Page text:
Last Sunday at my church the men’s chorus and the women’s chorus joined to sing a complicated medley of old gospel tunes, ending on a chord of voices that nearly knocked the stained glass out of the windows and the folks in the balcony out of their pews. The joy of singing this song, which I compared to white-water rafting (and a couple of times I nearly fell out of the raft), reminded me of the energy of being in an ensemble.
My coaching business is a solo practice and while I am a member of many “teams,” including the Ambassadors Club at the Wheaton Chamber of Commerce, a band and chorus at church and the board of directors of the National Speakers Association of Illinois, I operate mostly as a single unit. When I go to the office, unless I bring my dog Peanut, I’m there by myself. No water-cooler banter, no one to distract me from the work at hand. I do have an office mate across the hall and we occasionally stop to catch up between our respective clients but for the most part, I’m alone until I meet with clients or head off to a meeting. For someone like me who enjoys being with people, this sometimes can prove to be a challenge. That’s why I couldn’t stop thinking about our combined choirs’ performance. Here are just a few of my observations about the benefits of being in an ensemble:
- People are working together toward a common goal. In the case of our medley, which was not an easy piece of music, we had to rehearse together. Dan Keck, our irrepressible music director who leads the men’s chorus, worked patiently with the women on learning our parts. We knew we had to pull off the song by the next week, so there was a pleasant pressure to get the vocal parts worked out and we all gave up time we otherwise would have spent on our families, our work or other commitments related to self to practice the piece together.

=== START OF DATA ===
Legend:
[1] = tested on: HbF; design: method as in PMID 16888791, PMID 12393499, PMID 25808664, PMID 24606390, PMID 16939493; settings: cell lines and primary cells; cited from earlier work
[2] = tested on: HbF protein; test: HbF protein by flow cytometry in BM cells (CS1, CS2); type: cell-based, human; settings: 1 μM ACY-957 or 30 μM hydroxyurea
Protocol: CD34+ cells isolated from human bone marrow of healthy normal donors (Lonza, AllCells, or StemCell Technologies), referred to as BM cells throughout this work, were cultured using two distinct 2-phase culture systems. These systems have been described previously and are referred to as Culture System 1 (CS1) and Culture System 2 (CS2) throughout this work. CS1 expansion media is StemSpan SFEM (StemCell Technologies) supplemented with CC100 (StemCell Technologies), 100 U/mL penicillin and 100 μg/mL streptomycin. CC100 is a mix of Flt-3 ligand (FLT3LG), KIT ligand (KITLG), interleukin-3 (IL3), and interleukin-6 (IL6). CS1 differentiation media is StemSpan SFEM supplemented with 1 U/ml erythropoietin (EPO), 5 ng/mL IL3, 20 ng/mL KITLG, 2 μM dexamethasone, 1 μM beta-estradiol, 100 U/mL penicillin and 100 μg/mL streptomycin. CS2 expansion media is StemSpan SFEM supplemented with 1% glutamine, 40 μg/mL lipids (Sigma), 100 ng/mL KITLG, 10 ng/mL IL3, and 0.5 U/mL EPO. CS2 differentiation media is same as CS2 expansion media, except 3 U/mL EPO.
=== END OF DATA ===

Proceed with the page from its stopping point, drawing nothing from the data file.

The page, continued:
- The sum is greater than the parts of the whole. Did I get that right? Singing a solo, or even a duet or trio, is fun but when you put all those men’s and women’s voices together, you get an amazing sound that you could never get alone. I like to say that good music “rearranges your molecules,” and that last note of our song certainly did just that.
- The “you” disappears and you become a “we.” As fascinating as we may find ourselves, sometimes it’s exhausting to be us. Being in an ensemble means you set aside your focus on self, your issues and concerns, to work with others on the task at hand. Being a “we” has a completely different agenda and it can provide relief from that circular logic that often comes from working by ourselves.
Whether you’re working on a team or working by yourself, I think it’s important to recognize the power of being in a group. For those of you who work in corporations and get frustrated with the need to always negotiate, and sometimes capitulate, perhaps you can take a new look at the value of being part of a team. And for those of you who, like me, work primarily in solitude, you may want to look for ways to engage in ensembles to tap into that energy source. Whether it’s sitting together with other Chamber members, working on a project or an event, or adding your voice to a mighty chorus, there’s a singular joy in working with others.
[Photo: Dan Keck leads the Men’s Chorus at Gary United Methodist Church, Wheaton, IL.]